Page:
Over the last two years, the Army’s had no shortage of proverbial “strategic knuckleheads“: alleged WikiLeaker Bradley Manning; the “Afghan Kill Squad”; and most recently, a soldier charged with murdering seventeen Afghan civilians.
Striking in many of these cases is that nearly every perpetrator of these heinous acts had patterns of misconduct, indicipline, and criminal behavior dating back years. Bradley Manning was nearly booted from Basic Training, further reprimanded during advanced training at Fort Huachuca, and had violent outbursts while stationed at Fort Drum. Likewise, Specialist Jeremy Morlock, one of the ringleaders in the infamous “Afghan Kill Squad”, was once punished for disorderly conduct, and even went AWOL to avoid a drug test shortly before deployment (a habit he took with him to Afghanistan). Or Major Nidal Hasan, the accused Fort Hood shooter, who had a history of extremist behavior. Add to this SSG Robert Bales, who had arrests for drunken driving and a hit-and-run accident.
The tumultuous cycle of train-up, deployment, and re-deployment often leaves a rift in leadership. Key leaders—mid-grade sergeants and officers—are frequently rotated through leadership billets. This is only compounded by soldiers frequently changing duty stations, or transferring between units to fill manning shortfalls.
As soldiers move, their problems move with them. But their counseling packet doesn’t.
It takes months, if not years, for commanders to know and understand their soldiers. Moreover, soldiers are adept at hiding problems; substance abuse, violent behavior, or criminal activity tend to only manifest themselves after a major incident.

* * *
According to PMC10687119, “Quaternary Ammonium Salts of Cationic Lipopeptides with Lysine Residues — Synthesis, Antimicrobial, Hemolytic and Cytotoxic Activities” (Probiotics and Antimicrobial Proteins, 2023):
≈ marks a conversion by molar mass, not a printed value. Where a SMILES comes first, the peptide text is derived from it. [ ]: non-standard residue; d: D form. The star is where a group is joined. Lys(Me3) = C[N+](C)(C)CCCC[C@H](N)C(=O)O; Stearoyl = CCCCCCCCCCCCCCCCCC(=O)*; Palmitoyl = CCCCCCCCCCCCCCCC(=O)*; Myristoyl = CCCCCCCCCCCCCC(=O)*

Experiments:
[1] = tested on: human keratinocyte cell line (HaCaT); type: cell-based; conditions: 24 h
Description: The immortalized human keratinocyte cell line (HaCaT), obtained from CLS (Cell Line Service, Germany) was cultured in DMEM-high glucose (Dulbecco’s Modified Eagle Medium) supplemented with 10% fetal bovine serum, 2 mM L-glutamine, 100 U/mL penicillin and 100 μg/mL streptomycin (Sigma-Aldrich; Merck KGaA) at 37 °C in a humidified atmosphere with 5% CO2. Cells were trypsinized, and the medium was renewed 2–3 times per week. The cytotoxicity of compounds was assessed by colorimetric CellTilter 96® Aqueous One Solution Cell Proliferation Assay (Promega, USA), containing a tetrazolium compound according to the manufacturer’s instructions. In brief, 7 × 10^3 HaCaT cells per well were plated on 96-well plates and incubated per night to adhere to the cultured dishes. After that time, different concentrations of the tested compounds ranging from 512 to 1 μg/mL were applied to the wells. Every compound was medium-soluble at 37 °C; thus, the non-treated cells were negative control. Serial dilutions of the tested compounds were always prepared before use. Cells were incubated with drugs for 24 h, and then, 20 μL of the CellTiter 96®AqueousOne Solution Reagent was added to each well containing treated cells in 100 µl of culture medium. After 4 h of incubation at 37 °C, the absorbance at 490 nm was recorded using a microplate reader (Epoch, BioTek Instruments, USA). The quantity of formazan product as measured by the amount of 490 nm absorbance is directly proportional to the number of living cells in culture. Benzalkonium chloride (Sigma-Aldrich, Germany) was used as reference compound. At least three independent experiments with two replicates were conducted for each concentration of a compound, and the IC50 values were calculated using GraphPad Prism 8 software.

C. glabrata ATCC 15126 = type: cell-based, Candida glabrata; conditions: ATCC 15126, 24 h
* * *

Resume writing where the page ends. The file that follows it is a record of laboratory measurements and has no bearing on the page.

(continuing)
Our information-age Army still works on Web 1.0. Sure, we can collect and amass data. But can we sort, tag, and prioritize it? Can we track a soldier’s discipline problems over the course of a few years? (Anecdotal evidence suggests that we can’t.)
We need to look at creating a permanent counseling file for soldiers (I’m not the only one who thinks so, either). Such a file would not appear before promotion boards, but give commanders insight to a variety of high-risk activity. Previous counseling statements, evaluations, letters of reprimand, and criminal records–tagged and sorted–would be an invaluable tool in getting soldiers the help they need. And, should repeated efforts at rehabilitation fail, it would help separate problem soldiers from the service.
In fairness, such a system would come with risk. Soldiers with genuine problems—such as PTS or MTBI—may eschew revealing their issues. The thought of a permanent record, visible to commanders, certainly sounds sinister. But for an organization stressed by ten years of war, leaders need the tools to give service members the mentorship, and if need be, the professional help they need, lest problems slip through the cracks.